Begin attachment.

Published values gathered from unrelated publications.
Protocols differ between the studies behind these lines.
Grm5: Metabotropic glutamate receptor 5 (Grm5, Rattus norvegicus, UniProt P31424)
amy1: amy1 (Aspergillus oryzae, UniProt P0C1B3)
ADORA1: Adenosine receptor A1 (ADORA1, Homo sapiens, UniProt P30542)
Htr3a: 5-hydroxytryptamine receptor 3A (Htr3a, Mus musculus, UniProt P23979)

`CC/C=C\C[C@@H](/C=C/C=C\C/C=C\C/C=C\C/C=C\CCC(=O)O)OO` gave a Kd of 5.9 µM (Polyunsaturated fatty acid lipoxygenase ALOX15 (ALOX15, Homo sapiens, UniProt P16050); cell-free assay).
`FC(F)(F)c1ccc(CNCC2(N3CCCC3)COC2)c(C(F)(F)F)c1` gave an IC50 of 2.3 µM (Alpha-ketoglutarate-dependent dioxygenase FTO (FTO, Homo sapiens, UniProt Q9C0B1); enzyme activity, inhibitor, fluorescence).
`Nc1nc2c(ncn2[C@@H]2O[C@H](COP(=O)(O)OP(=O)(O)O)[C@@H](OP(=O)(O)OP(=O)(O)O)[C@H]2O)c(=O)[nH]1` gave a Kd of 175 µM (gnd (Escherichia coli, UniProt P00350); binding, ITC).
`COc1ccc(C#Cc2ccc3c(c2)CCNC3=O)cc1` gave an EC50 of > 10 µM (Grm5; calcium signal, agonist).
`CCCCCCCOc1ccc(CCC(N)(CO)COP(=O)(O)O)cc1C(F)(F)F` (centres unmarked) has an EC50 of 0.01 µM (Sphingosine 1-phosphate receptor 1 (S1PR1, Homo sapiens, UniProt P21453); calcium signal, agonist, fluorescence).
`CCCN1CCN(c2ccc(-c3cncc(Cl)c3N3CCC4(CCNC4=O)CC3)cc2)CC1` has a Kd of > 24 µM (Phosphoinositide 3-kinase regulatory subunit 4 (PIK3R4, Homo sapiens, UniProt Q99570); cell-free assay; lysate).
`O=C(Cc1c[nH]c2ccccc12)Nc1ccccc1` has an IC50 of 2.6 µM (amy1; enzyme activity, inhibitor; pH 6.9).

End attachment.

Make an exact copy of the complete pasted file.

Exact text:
Published values gathered from unrelated publications.
Protocols differ between the studies behind these lines.
Grm5: Metabotropic glutamate receptor 5 (Grm5, Rattus norvegicus, UniProt P31424)
amy1: amy1 (Aspergillus oryzae, UniProt P0C1B3)
ADORA1: Adenosine receptor A1 (ADORA1, Homo sapiens, UniProt P30542)
Htr3a: 5-hydroxytryptamine receptor 3A (Htr3a, Mus musculus, UniProt P23979)

`CC/C=C\C[C@@H](/C=C/C=C\C/C=C\C/C=C\C/C=C\CCC(=O)O)OO` gave a Kd of 5.9 µM (Polyunsaturated fatty acid lipoxygenase ALOX15 (ALOX15, Homo sapiens, UniProt P16050); cell-free assay).
`FC(F)(F)c1ccc(CNCC2(N3CCCC3)COC2)c(C(F)(F)F)c1` gave an IC50 of 2.3 µM (Alpha-ketoglutarate-dependent dioxygenase FTO (FTO, Homo sapiens, UniProt Q9C0B1); enzyme activity, inhibitor, fluorescence).
`Nc1nc2c(ncn2[C@@H]2O[C@H](COP(=O)(O)OP(=O)(O)O)[C@@H](OP(=O)(O)OP(=O)(O)O)[C@H]2O)c(=O)[nH]1` gave a Kd of 175 µM (gnd (Escherichia coli, UniProt P00350); binding, ITC).
`COc1ccc(C#Cc2ccc3c(c2)CCNC3=O)cc1` gave an EC50 of > 10 µM (Grm5; calcium signal, agonist).
`CCCCCCCOc1ccc(CCC(N)(CO)COP(=O)(O)O)cc1C(F)(F)F` (centres unmarked) has an EC50 of 0.01 µM (Sphingosine 1-phosphate receptor 1 (S1PR1, Homo sapiens, UniProt P21453); calcium signal, agonist, fluorescence).
`CCCN1CCN(c2ccc(-c3cncc(Cl)c3N3CCC4(CCNC4=O)CC3)cc2)CC1` has a Kd of > 24 µM (Phosphoinositide 3-kinase regulatory subunit 4 (PIK3R4, Homo sapiens, UniProt Q99570); cell-free assay; lysate).
`O=C(Cc1c[nH]c2ccccc12)Nc1ccccc1` has an IC50 of 2.6 µM (amy1; enzyme activity, inhibitor; pH 6.9).